Medical Chinese is a starting point "...to help the medical interviewer learn to conduct a simple but thorough history and physical examination in Chinese. This includes a combination of words, simple phrases, and intermediate-level sentences, arranged under sections for taking a medical history and for physical examination, as well as a glossary of body parts/organs and common diseases. Some knowledge of basic Chinese is helpful." (See alsoMedical Punjabi for health workers)
The purpose of this entry is to help those who want to communicate with Chinese Canadians in health settings by steering them to useful websites, and other information. Information on medical Chinese is focussed on translation or basic terms for speakers but is difficult to locate. Canadian medical schools are working on developing medical Chinese curricula and compiling lists of materials for students who want culturally-sensitive information for Chinese-speakers. The goal of this wiki entry is to help reduce linguistic and cultural barriers for UBC medical faculty and students. The Chinese American Medical Society (NYU Medical School) has developed a programme for Medical Chinese and a Medical Chinese Teaching Module. The National Library of Medicine also produces an excellent series of lists entitled Asian American Health. Medical education and primary care need to address issues of culture, language, and health literacy in communicating with these patients so that appropriate questions are asked, and accurate information is exchanged between patients and their providers. However, the content presented above, while useful, is not always relevant in the Canadian context.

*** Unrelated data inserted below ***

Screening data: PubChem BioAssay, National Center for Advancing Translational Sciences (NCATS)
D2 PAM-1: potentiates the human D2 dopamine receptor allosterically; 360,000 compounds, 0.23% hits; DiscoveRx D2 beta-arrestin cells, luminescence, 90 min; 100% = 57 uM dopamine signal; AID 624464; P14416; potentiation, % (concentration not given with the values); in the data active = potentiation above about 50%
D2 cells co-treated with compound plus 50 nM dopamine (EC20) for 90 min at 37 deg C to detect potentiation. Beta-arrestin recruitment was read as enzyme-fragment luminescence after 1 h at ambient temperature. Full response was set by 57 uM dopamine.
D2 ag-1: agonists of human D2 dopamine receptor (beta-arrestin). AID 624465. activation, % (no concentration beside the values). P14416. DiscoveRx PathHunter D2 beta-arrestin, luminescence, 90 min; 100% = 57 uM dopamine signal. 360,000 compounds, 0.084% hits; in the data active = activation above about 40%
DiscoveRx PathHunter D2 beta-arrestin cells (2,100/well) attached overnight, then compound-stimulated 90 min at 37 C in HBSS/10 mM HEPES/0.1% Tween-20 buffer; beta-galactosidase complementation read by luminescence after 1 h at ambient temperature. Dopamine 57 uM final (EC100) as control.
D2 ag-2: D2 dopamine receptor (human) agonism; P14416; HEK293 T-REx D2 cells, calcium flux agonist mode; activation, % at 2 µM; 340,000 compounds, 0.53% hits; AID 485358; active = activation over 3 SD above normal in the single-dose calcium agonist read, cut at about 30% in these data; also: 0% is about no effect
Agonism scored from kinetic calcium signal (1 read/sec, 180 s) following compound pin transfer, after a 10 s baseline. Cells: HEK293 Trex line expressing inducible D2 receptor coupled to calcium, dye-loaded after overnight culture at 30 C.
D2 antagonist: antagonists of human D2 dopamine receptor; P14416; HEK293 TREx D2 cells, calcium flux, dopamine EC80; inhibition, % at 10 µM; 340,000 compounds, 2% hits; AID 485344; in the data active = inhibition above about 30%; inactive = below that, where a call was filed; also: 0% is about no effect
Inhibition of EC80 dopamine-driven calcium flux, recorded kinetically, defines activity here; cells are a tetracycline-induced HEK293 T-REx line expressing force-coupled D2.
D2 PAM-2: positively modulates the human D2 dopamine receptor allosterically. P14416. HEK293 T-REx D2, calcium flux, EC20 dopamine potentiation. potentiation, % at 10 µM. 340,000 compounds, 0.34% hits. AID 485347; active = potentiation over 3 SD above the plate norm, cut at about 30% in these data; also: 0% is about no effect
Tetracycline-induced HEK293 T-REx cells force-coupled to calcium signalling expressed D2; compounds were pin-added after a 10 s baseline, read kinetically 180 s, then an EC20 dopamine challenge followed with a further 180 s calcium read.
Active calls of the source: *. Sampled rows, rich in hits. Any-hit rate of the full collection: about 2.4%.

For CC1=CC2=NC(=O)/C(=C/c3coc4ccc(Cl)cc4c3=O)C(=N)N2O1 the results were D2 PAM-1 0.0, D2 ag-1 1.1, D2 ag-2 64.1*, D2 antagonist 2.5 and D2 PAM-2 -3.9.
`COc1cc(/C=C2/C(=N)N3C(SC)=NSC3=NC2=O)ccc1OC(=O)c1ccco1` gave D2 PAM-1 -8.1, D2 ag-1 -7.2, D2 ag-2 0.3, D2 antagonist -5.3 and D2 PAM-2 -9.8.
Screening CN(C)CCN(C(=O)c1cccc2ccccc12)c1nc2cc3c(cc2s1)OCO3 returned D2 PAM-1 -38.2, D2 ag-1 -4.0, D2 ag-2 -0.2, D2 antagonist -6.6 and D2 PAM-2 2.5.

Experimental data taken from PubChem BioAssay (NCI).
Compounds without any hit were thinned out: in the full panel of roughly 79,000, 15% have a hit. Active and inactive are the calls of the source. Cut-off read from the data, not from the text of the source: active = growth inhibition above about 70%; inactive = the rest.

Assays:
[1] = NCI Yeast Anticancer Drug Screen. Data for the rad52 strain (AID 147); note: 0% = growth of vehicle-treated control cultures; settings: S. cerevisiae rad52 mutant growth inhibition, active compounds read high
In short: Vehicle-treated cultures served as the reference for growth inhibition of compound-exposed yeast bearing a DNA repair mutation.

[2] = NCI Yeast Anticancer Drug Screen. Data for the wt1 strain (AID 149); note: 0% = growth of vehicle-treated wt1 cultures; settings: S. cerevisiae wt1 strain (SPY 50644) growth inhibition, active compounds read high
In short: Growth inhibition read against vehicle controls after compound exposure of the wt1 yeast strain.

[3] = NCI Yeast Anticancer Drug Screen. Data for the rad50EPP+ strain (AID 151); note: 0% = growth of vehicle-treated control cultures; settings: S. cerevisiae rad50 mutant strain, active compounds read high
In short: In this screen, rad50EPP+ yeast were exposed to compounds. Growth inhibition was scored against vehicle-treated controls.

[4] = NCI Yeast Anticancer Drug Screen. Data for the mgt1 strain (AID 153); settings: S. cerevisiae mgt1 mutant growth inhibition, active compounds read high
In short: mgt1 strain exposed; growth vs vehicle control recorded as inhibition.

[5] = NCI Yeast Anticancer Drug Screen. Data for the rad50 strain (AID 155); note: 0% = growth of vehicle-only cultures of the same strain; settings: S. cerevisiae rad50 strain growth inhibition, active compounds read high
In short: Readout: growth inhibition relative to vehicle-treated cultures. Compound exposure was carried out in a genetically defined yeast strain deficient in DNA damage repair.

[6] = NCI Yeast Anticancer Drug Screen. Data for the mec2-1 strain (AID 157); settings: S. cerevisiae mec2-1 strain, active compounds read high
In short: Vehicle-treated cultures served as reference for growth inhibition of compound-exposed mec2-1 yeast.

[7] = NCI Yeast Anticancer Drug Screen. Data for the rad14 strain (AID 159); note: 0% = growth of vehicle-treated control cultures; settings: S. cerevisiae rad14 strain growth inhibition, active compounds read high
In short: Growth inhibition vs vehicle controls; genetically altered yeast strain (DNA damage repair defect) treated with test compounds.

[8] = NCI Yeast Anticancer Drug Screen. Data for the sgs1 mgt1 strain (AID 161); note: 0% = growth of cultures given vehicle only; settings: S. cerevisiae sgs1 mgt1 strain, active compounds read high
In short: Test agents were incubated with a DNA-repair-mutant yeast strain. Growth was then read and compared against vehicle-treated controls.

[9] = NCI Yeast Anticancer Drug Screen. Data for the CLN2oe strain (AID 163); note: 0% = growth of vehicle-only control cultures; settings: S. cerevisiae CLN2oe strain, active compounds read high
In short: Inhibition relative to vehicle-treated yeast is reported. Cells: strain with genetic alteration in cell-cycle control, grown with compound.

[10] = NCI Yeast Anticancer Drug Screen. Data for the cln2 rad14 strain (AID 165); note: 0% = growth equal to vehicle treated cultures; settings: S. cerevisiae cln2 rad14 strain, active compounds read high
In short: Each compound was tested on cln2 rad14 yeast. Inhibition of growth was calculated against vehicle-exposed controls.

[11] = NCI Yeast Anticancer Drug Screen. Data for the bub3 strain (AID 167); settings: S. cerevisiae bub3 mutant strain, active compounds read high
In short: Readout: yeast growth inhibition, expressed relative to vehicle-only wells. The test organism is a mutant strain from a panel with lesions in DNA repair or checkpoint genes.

Canadian & international contexts
In Canadian urban centres, especially in Toronto, Vancouver and Montreal (though not exclusively), growing numbers of Chinese-speaking citizens and communities are built around a blend of Canadian and Asian cultures. Canadian society is extremely diverse; and this is reflected in the many languages and ethnic groups spoken across the country. Increasingly, those same, numerous ethnic, cultural and linguistic groups come to health libraries to seek assistance from health librarians. Often, their goals are to find information in their mother tongue about Canadian health care or how to obtain reliable information about diseases, diagnostic tests and medical procedures. Within most institutions, there are often patient education materials written specifically by nurses and other health workers to communicate with Chinese-speaking patients.